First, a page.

NRMA says there’s been a more than 20 percent increase in the number of people accidentally locking their keys and kids in the car, with more than 160 callouts in October 2020 alone to rescue babies and children locked in cars across NSW and the ACT.
And it can be more than just an inconvenience, with summer’s scorching temperatures it could be a fatal mistake.
The organisation conducted an experiment to see just how quickly the interior temperature of a car can spike. It took less than an hour for the temperature in the car to become unbearable.
“On the 28-degree day the inside temperature reached 48 degrees but our camera overheated at 45.5 degrees and stopped working – fortunately, this was an experiment and not a real-life scenario with a child in that seat,” NRMA Road Safety Expert Dimitra Vlahomitros said.
Ways to avoid accidental car lock-ins
Firstly, you need to know how your car keys work with your car. Different models have different features, which can catch you out.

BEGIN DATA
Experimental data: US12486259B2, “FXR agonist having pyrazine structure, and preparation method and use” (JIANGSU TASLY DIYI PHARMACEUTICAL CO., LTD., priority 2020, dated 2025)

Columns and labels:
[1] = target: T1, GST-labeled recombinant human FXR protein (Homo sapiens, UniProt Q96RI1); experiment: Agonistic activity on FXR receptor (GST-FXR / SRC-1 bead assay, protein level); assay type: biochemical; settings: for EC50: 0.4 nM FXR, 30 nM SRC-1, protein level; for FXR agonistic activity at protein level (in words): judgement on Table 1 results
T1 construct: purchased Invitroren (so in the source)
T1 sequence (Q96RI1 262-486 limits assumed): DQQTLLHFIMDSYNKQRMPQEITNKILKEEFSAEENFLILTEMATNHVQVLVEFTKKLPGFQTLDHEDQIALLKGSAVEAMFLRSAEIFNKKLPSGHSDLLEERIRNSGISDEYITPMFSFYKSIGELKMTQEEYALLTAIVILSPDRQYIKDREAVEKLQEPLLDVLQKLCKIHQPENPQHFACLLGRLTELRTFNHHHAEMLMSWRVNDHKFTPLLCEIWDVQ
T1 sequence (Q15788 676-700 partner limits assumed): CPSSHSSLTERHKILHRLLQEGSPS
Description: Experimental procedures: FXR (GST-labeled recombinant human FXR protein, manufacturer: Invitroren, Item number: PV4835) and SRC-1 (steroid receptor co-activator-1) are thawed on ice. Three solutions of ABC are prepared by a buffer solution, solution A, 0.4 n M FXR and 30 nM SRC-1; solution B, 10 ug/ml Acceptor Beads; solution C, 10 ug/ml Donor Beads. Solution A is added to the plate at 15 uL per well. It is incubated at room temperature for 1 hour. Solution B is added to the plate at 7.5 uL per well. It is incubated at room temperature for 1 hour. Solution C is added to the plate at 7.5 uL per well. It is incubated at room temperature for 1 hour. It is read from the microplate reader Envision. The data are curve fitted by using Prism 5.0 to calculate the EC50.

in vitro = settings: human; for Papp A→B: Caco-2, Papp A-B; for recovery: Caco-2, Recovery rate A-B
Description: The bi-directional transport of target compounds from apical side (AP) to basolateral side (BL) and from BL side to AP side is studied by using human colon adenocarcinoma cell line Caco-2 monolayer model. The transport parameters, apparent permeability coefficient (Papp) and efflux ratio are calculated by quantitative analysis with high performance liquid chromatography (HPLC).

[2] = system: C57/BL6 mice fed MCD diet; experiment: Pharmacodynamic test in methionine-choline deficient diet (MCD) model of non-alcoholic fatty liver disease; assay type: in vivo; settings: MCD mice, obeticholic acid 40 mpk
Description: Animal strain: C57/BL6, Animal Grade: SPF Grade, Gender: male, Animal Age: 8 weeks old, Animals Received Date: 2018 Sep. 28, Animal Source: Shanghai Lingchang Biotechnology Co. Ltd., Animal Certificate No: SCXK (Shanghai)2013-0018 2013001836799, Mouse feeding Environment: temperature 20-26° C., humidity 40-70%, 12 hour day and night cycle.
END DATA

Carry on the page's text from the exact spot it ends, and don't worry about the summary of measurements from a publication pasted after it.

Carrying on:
“With some car models, as soon as the key is inside the car and the door is shut, the car automatically locks, leaving shocked parents outside and children or pets inside,” NRMA Roadside Patrol Kosta Karavanas said.
“Even if you don’t think your car will self-lock with the key inside, don’t put yourself in the situation to find out, especially when kids are involved. We can’t always rely on technology to work.”
Here are three simple steps you can take to avoid accidentally locking the kids, or pets, in the car:
- Open the windows before you put the shopping, kids or pets in the car
- Before buckling the kids into seats, pop the keys in your pocket
- If you don’t have pockets put the keys on the roof as the car won’t start without the keys inside
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